• [0229]
    Also, in the case where the detector coil includes multiple coils, it is particularly desirable for the total magnetic flux (magnetic field lines) produced from at least one or more coils to be approximately equal to the total magnetic flux (magnetic field lines) of approximately opposite orientation produced from the remaining coils. In this case, issues such as magnetic flux leakage from the detector coil, changes in the electrical properties (electrical parameters) of the detector coil due to external factors, and unwanted noise occurring in the detector coil decrease particularly. In order to equalize the total magnetic flux, it is desirable for there to be an even number of coils constituting the detector coil in the case where each of the multiple coils has approximately the same shape.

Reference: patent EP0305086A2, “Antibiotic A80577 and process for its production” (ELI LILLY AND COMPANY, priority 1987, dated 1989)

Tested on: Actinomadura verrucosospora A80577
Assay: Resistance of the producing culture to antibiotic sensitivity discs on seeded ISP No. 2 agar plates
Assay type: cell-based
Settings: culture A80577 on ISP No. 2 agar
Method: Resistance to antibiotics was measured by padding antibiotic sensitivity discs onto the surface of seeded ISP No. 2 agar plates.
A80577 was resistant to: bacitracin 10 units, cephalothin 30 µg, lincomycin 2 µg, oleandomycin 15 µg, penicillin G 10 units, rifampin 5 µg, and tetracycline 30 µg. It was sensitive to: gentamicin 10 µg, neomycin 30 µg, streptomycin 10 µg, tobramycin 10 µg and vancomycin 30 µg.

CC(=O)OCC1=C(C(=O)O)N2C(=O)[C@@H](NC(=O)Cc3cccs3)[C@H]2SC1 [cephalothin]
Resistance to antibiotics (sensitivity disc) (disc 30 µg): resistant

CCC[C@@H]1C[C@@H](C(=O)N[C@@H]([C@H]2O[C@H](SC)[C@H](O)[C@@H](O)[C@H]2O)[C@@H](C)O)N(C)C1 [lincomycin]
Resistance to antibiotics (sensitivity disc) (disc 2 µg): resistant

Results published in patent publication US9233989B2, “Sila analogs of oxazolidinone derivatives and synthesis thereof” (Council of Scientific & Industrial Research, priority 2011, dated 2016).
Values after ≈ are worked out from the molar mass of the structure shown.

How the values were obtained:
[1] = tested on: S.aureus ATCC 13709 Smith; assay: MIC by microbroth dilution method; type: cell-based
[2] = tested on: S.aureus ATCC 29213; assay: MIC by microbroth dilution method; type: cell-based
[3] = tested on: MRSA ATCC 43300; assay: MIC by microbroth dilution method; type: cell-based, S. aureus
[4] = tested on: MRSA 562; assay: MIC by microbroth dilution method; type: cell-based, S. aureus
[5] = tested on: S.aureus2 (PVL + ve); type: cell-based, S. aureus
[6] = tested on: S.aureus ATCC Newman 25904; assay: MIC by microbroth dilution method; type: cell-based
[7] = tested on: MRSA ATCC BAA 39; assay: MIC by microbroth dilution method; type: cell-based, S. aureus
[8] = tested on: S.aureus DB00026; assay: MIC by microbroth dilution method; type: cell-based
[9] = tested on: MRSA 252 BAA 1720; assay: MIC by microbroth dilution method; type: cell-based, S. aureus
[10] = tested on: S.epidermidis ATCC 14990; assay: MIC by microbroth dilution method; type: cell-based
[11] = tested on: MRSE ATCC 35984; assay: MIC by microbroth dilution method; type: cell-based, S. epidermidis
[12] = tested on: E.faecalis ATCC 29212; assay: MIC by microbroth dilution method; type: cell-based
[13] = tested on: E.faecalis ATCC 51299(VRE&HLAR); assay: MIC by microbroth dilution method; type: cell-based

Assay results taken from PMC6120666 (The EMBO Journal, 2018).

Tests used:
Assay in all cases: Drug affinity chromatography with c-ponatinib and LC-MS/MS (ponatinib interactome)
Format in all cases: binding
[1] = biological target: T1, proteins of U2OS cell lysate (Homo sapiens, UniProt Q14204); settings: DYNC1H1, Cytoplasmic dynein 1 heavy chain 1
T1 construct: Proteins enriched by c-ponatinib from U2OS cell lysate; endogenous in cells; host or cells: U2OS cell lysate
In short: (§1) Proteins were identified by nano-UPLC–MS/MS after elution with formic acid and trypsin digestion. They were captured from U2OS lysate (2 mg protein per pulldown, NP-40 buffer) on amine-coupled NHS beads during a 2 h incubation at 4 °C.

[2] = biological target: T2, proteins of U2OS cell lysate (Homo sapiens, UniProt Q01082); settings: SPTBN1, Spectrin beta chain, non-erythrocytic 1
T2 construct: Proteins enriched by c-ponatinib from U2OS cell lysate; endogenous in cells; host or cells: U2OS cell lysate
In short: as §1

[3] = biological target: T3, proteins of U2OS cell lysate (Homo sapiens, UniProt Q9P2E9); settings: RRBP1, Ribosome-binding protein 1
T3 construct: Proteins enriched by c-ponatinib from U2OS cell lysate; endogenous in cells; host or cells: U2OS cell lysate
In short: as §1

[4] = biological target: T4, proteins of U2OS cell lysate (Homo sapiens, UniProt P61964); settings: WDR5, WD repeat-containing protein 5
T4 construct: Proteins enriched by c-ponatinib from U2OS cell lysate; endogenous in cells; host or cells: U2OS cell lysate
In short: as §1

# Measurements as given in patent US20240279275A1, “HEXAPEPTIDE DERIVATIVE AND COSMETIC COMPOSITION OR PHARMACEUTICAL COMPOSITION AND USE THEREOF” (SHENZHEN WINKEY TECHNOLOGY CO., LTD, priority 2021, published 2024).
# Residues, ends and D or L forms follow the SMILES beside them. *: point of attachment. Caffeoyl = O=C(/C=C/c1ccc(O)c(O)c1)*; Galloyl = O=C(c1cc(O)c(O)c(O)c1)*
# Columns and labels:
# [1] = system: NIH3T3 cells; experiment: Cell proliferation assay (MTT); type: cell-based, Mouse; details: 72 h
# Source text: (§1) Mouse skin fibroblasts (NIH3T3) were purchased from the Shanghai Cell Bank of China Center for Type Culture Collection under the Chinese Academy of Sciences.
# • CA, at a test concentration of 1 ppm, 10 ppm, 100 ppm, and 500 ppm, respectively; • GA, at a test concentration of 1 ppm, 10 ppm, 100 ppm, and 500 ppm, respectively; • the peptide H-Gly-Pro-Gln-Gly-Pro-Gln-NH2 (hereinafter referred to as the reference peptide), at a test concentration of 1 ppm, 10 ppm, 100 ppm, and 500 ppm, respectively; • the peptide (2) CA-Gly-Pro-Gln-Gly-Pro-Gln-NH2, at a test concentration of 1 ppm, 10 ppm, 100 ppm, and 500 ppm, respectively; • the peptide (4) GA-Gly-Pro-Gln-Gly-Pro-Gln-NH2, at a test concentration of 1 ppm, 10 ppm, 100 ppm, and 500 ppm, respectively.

• [0230]
    Furthermore, it is desirable for the number of coils producing magnetic flux (magnetic field lines) of approximately opposite orientation to be half the number of coils constituting the detector coil. In this case, since the magnetic flux distribution within the detector coil becomes approximately uniform, foreign metal detection accuracy stabilizes.
  • [0231]
    Meanwhile, it is desirable for at least one or more coils from among the multiple coils constituting the detector coil to have an inner dimension that is smaller than the inner dimension of the transmitter coil or the receiver coil.
  • [0232]